Toxic multinodular goitre

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Toxic multinodular goiter
Classification and external resources
Specialty Endocrinology
ICD-10 E05.2
ICD-9-CM 242.3
DiseasesDB 13184
MedlinePlus 000317
eMedicine med/920

Toxic multinodular goiter (also known as toxic nodular goiter, toxic nodular struma, or Plummer's disease) is a multinodular goiter associated with a hyperthyroidism.

It is a common cause of hyperthyroidism[1][2] in which there is excess production of thyroid hormones from functionally autonomous thyroid nodules, which do not require stimulation from thyroid stimulating hormone (TSH).[3]

Toxic multinodular goiter is the second most common cause of hyperthyroidism (after Graves' disease) in the developed world, whereas iodine deficiency is the most common cause of hypothyroidism in developing-world countries where the population is iodine-deficient. (Decreased iodine leads to decreased thyroid hormone.) However, iodine deficiency can cause goitre (thyroid enlargement); within a goitre, nodules can develop. Risk factors for toxic multinodular goiter include individuals over 60 years of age and being female.[4]

Signs and symptoms[edit]

Symptoms of toxic multinodular goitre are similar to that of hyperthyroidism, including:[4]

Causes[edit]

Sequence of events:[5]

  1. Iodine deficiency leading to decreased T4 production.
  2. Induction of thyroid cell hyperplasia due to low levels of T4. This accounts for the multinodular goitre appearance.
  3. Increased replication predisposes to a risk of mutation in the TSH receptor.
  4. If the mutated TSH receptor is constitutively active, it would then become 'toxic' and produces excess T3/T4 leading to hyperthyroidism.

Treatments[edit]

Toxic multinodular goiter can be treated with antithyroid medications such as propylthiouracil or methimazole, radioactive iodine, or with surgery.[4]

Another treatment option is injection of ethanol into the nodules.[6]

Differentiation and terminology among types of goiter[edit]

The usage of terminology for types of goiter has varied over the past century. Physicians and surgeons tend to differentiate among solitary-nodule goiter, multinodular goiter, and non-nodular goiter more thoroughly in recent decades than they formerly did. Thus some sources have described, or still describe, thyroid adenoma (toxic adenoma) as synonymous with toxic multinodular goiter,[7] but other sources differentiate those two as single-nodule disease versus multinodular disease (respectively) with pathogenesis that is likely differing in most cases (eg, single neoplastic cell clone versus multifocal or diffuse molecular metabolic change). The medical eponyms "Plummer disease" (named after American physician Henry Stanley Plummer[8]) and "Parry disease" (named after English physician Caleb Hillier Parry) have been used to refer to toxic multinodular goiter, toxic adenoma, and toxic diffuse goiter (Graves' disease); the specific entity in each patient/case is not always clear retrospectively, especially in older literature. This is logical given that advanced medical imaging that can show what is happening at various places within a thyroid gland inside a living person (such as nuclear medicine imaging of radioiodine tracer uptake) was not available until after the 1940s.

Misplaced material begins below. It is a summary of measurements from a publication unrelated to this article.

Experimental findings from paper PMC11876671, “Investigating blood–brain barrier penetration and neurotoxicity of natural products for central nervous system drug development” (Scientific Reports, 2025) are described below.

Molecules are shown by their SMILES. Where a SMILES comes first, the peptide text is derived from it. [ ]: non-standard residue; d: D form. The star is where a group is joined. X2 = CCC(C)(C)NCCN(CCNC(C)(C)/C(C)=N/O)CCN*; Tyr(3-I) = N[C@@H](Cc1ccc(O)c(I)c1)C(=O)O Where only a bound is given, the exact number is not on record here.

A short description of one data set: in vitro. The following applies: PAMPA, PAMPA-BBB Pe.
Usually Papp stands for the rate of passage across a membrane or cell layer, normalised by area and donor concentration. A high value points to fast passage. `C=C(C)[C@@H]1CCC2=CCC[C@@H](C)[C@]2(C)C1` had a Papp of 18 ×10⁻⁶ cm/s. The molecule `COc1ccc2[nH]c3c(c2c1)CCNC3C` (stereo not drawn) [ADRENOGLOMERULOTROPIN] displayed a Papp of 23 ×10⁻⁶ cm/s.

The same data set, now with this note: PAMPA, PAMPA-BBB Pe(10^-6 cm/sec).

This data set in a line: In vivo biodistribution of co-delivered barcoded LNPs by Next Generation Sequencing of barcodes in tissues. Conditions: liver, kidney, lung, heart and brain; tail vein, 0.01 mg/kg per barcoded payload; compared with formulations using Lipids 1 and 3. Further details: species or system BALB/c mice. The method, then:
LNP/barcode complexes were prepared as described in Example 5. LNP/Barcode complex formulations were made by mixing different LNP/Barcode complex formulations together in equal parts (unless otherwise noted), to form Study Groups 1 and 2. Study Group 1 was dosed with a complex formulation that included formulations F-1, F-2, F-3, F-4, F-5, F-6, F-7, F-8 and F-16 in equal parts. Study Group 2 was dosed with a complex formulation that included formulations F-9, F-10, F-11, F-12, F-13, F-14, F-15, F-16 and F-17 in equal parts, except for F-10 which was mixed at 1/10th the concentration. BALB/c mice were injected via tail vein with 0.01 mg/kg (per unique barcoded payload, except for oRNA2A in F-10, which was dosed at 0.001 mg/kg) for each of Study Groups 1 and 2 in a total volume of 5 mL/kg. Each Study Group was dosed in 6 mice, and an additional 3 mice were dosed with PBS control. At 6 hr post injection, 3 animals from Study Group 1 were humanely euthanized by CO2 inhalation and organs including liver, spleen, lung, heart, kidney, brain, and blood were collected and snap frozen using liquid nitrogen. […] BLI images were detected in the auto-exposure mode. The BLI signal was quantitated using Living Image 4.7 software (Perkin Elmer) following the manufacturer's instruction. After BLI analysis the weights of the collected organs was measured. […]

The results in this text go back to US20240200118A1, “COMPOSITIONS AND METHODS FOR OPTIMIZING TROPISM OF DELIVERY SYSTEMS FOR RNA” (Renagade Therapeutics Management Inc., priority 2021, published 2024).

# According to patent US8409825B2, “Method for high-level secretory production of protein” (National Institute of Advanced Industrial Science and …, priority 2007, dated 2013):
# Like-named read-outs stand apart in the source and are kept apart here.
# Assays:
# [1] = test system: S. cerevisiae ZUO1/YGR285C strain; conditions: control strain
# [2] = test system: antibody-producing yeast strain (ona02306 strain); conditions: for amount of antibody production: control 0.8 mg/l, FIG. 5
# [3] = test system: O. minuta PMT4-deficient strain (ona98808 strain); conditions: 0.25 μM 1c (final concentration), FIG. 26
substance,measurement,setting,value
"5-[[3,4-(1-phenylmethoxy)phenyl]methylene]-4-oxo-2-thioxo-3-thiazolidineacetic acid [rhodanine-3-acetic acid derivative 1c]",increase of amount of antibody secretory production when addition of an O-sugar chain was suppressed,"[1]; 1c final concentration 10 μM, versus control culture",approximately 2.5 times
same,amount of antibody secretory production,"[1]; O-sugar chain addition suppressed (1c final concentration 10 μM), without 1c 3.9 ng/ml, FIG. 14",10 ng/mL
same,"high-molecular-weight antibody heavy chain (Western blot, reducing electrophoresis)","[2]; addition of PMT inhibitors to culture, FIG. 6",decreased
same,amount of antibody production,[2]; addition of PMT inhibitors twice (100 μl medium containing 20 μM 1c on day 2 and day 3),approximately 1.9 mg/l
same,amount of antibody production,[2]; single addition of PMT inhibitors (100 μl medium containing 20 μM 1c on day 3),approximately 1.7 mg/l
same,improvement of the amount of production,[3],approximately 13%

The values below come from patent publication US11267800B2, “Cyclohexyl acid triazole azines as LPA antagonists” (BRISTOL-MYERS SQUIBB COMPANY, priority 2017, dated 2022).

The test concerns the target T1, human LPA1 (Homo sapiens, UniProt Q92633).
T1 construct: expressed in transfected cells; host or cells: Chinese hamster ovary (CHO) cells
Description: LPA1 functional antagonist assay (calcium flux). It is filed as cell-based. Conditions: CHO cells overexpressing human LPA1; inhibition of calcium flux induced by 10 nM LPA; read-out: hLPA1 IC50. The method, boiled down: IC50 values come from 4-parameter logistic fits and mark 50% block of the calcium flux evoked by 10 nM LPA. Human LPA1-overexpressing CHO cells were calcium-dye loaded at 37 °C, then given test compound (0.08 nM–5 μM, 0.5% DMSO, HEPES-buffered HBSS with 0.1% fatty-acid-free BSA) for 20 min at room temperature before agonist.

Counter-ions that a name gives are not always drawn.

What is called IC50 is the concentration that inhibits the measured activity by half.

References[edit]

  1. ^ de Rooij, A; Vandenbroucke, JP; Smit, JW; Stokkel, MP; Dekkers, OM (2009). "Clinical outcomes after estimated versus calculated activity of radioiodine for the treatment of hyperthyroidism: systematic review and meta-analysis.". European Journal of Endocrinology. Bioscientifica. 161 (5): 771–777. doi:10.1530/EJE-09-0286. PMID 19671708. 
  2. ^ Krohn, K; Fuhrer, D; Bayer, Y; Eszlinger, M; Brauer, V; Neumann, S; Paschke, R (2005). "Molecular pathogenesis of euthyroid and toxic multinodular goiter.". Endocrine Reviews. 26 (4): 504–524. doi:10.1210/er.2004-0005. PMID 15615818. 
  3. ^ Reid, JR; Wheeler, SF (2005). "Hyperthyroidism: diagnosis and treatment.". American family physician. 72 (4): 623–630. PMID 16127951. 
  4. ^ a b c A.D.A.M. Medical Encyclopedia (2012). "Toxic nodular goiter". U.S. National Library of Medicine. Retrieved 30 January 2013. 
  5. ^ Toxic Nodular Goiter at eMedicine
  6. ^ al.], senior editors, J. Larry Jameson, Leslie J. De Groot ; section editors, David de Kretser ... [et (2010). Endocrinology : adult and pediatric (6th ed.). Philadelphia: Saunders/Elsevier. p. Chapter 82. ISBN 9781416055839. 
  7. ^ Elsevier, Dorland's Illustrated Medical Dictionary, Elsevier. 
  8. ^ Plummer's disease eponymously named after Henry Stanley Plummer at Who Named It?

External links[edit]